ArtsAutosBooksBusinessEducationEntertainmentFamilyFashionFoodGamesGenderHealthHolidaysHomeHubPagesPersonal FinancePetsPoliticsReligionSportsTechnologyTravel

My Indoor Method for Helping Dogs Reactive Towards Other Dogs

Updated on January 11, 2016
I also use this method for dogs reactive towards people/dogs entering the home.
I also use this method for dogs reactive towards people/dogs entering the home.

Among my favorite force-free behavior modification techniques is a method known as "open bar, closed bar." This method is mentioned by Jean Donaldson in her book "Dogs are from Neptune." It consists of creating positive associations with a trigger the dog is reactive to. For instance, should a dog be reactive towards bikes, he would be fed many tasty treats when he sees the bike (open bar) and then all the tasty treats are gone when the bike is out of sight (closed bar.) Repetition after repetition, the dog starts looking forward to seeing bikes because bikes are associate with good things (treats).

As the owner of a cage-less boarding and training center, I often get dogs who are reactive towards other dogs. Many times dog owners want help with these dogs and decide to board their reactive dogs with me. We often work using pre-LAT behavior modification and Leslie McDevitt's LAT, another one of my favorite methods. I also use Open Bar and Closed Bar, but one day it was raining really hard and I couldn't conduct an outdoor session. When monsoon season takes place in the summer in Arizona we get often get torrential downpours and our primitive roads get quickly flooded. Frustrated about calling a session off, I got the idea of using an indoor version of open, bar closed bar, with a twist. One main advantage is that I have DAP diffusers in my training room so they could help a dog feel a bit more calmer than outdoors. Also, we worked in the previous days in desensitizing the reactive dog to common canine noises using "hear that." I was quickly impressed at how quickly this method worked, so I am sharing it with other force-free trainers. I baptized this method "open door, closed door."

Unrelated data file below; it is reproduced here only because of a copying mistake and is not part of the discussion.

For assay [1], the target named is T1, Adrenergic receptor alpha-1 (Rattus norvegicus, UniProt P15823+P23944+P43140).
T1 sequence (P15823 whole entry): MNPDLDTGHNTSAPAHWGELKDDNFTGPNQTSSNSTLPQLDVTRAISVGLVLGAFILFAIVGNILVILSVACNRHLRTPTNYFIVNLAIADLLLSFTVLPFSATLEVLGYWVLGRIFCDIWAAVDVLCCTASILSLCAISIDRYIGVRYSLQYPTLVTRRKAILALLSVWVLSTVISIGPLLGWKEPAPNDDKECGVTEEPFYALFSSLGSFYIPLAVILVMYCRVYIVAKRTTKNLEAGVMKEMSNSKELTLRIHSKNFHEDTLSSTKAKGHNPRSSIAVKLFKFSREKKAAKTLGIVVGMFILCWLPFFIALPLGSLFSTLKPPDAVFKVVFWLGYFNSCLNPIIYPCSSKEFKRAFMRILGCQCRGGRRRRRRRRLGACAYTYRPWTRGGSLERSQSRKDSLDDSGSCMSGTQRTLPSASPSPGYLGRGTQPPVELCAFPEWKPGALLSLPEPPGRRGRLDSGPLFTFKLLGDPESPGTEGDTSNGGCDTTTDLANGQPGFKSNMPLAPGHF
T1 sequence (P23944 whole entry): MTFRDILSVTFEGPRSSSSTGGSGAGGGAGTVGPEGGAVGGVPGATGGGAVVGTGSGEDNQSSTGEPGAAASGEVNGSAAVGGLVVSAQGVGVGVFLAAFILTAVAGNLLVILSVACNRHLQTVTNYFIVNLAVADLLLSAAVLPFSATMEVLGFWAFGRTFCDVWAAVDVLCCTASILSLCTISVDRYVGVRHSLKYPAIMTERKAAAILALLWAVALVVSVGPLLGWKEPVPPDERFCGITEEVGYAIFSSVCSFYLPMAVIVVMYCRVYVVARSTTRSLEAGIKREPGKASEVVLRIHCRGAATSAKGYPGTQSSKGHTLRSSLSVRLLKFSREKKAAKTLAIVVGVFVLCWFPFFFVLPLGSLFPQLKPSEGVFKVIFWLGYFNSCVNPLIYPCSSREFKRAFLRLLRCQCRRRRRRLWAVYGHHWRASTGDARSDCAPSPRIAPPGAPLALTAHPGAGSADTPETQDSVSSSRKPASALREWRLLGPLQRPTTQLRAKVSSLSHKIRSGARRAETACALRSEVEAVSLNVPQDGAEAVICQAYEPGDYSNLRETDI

How to Implement Open Door Closed Door

In order to get started, you'll need obviously a door that can be closed, a baby gate, some barriers (in my case I used large storage containers) small, bite sized treats that make a noise when they fall to the floor, a reactive dog, and a calm stimulus dog that you are sure won't ever jump over or push his way through the barriers. I often use a fake, stimulus dog before using a real stimulus dog. My fake stimulus dog is Rottie, so when the reactive dog sees my real rotties they don't get much upset. My rotties have solid sit stay so we usually start with that and then add movement. For safety and proper implementation, this method should be conducted along with a dog trainer/behavior professional equipped with a calm, reliable stimulus dog.

The goal: the goal is to have the reactive dog understand that when the door is open and he sees the other dog he gets a tasty treat. It's also important to keep the reactive dog sub-threshold by keeping the calm, stimulus dog at a distance. In the video below, you may see that I also give a tasty treat to the calm stimulus dog. I do this because I want the stimulus dog to turn around (a calming signal) the moment the reactive dog sees him. This takes good timing, and sometimes even with my best effort, the two dogs may happen to make eye contact I try my best to re-direct as soon as I can when this happens. However, I sometimes purposely allow these brief moments of eye contact to happen when I start raising criteria. I must confess I also give treats to my calm, stimulus dog because I want him to have fun too!